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Our Children’s Economics

TOKYO – The economics profession has not had a good crisis. Queen Elizabeth II may have expected too much when she famously asked why economists had failed to foresee the disaster, but there is a widespread sense that much of their research turned out to be irrelevant. Worse still, much of the advice proffered by economists was of little use to policymakers seeking to limit the economic and financial fallout.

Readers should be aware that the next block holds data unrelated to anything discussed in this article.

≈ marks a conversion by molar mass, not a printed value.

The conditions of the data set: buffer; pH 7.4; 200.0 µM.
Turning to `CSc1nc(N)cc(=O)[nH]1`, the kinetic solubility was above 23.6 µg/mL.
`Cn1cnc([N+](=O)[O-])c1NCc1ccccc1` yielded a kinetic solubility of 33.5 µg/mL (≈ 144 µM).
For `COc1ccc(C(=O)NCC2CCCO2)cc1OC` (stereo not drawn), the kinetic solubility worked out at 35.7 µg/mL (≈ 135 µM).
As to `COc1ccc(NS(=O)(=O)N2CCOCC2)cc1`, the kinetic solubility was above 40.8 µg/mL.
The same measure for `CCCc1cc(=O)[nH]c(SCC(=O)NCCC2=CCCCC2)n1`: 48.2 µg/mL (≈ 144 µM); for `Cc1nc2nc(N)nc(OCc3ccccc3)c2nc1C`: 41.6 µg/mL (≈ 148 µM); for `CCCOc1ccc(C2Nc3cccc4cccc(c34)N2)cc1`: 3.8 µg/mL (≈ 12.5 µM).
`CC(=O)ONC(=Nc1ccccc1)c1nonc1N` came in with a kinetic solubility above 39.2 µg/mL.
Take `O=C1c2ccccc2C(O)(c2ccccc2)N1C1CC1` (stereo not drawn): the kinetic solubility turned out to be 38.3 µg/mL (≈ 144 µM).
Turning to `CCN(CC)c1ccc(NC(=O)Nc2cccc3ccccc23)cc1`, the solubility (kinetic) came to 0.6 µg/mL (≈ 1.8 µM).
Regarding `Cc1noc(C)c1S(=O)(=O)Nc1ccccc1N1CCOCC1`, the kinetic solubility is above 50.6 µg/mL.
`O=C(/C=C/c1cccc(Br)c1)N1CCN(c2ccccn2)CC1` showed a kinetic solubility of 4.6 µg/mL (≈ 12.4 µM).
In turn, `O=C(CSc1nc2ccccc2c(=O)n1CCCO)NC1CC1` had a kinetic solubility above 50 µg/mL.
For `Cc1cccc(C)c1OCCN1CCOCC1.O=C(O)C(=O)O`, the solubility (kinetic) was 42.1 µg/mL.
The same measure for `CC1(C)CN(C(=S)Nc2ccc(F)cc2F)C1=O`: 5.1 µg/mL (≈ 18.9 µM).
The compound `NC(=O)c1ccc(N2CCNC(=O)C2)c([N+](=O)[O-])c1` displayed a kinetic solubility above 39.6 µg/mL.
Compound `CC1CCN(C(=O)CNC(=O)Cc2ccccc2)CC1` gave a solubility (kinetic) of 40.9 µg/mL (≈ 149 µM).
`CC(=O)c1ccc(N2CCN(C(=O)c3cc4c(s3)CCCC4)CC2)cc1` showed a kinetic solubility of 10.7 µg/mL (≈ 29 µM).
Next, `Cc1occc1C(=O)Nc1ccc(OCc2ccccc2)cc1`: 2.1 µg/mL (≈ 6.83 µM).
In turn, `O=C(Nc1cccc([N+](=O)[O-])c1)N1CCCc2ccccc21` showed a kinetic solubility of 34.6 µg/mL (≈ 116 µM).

Will future generations do better? One of the more interesting exercises in which I engaged at the recent World Economic Forum in Davos was a collective effort to imagine the contents of a Principles of Economics textbook in 2033. There was no dearth of ideas and topics, participants argued, that existing textbooks neglected, and that should receive more attention two decades from now.